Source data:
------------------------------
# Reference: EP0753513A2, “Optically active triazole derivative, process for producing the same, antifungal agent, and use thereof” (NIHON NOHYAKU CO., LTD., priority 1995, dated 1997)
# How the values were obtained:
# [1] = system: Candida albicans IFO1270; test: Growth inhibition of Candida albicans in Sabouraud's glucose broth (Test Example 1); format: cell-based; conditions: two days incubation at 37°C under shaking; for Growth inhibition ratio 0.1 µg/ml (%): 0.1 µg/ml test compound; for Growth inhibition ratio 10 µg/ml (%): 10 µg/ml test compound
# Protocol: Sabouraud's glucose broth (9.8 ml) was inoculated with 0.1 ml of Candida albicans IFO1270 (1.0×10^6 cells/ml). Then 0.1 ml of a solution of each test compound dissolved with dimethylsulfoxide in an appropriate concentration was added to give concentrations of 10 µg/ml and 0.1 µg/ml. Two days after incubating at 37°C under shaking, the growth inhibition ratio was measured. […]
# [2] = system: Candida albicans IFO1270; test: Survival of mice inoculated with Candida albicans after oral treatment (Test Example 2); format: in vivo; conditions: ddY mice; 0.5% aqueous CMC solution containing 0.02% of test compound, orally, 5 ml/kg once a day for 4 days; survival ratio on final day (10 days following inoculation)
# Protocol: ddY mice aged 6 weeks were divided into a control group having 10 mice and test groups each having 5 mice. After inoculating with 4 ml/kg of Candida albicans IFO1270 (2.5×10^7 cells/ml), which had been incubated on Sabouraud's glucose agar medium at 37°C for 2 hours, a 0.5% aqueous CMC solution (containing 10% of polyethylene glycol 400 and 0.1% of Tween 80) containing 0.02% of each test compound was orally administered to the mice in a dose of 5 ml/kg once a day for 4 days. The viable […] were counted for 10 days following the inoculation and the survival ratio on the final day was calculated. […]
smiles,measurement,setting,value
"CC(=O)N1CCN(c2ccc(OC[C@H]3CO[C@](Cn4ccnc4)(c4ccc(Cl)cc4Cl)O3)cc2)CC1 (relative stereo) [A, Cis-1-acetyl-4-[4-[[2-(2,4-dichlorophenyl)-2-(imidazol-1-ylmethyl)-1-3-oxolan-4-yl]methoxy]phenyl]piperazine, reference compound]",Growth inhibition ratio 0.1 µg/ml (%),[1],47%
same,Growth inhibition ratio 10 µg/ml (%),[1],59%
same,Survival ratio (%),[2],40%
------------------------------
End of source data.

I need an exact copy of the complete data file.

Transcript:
# Reference: EP0753513A2, “Optically active triazole derivative, process for producing the same, antifungal agent, and use thereof” (NIHON NOHYAKU CO., LTD., priority 1995, dated 1997)
# How the values were obtained:
# [1] = system: Candida albicans IFO1270; test: Growth inhibition of Candida albicans in Sabouraud's glucose broth (Test Example 1); format: cell-based; conditions: two days incubation at 37°C under shaking; for Growth inhibition ratio 0.1 µg/ml (%): 0.1 µg/ml test compound; for Growth inhibition ratio 10 µg/ml (%): 10 µg/ml test compound
# Protocol: Sabouraud's glucose broth (9.8 ml) was inoculated with 0.1 ml of Candida albicans IFO1270 (1.0×10^6 cells/ml). Then 0.1 ml of a solution of each test compound dissolved with dimethylsulfoxide in an appropriate concentration was added to give concentrations of 10 µg/ml and 0.1 µg/ml. Two days after incubating at 37°C under shaking, the growth inhibition ratio was measured. […]
# [2] = system: Candida albicans IFO1270; test: Survival of mice inoculated with Candida albicans after oral treatment (Test Example 2); format: in vivo; conditions: ddY mice; 0.5% aqueous CMC solution containing 0.02% of test compound, orally, 5 ml/kg once a day for 4 days; survival ratio on final day (10 days following inoculation)
# Protocol: ddY mice aged 6 weeks were divided into a control group having 10 mice and test groups each having 5 mice. After inoculating with 4 ml/kg of Candida albicans IFO1270 (2.5×10^7 cells/ml), which had been incubated on Sabouraud's glucose agar medium at 37°C for 2 hours, a 0.5% aqueous CMC solution (containing 10% of polyethylene glycol 400 and 0.1% of Tween 80) containing 0.02% of each test compound was orally administered to the mice in a dose of 5 ml/kg once a day for 4 days. The viable […] were counted for 10 days following the inoculation and the survival ratio on the final day was calculated. […]
smiles,measurement,setting,value
"CC(=O)N1CCN(c2ccc(OC[C@H]3CO[C@](Cn4ccnc4)(c4ccc(Cl)cc4Cl)O3)cc2)CC1 (relative stereo) [A, Cis-1-acetyl-4-[4-[[2-(2,4-dichlorophenyl)-2-(imidazol-1-ylmethyl)-1-3-oxolan-4-yl]methoxy]phenyl]piperazine, reference compound]",Growth inhibition ratio 0.1 µg/ml (%),[1],47%
same,Growth inhibition ratio 10 µg/ml (%),[1],59%
same,Survival ratio (%),[2],40%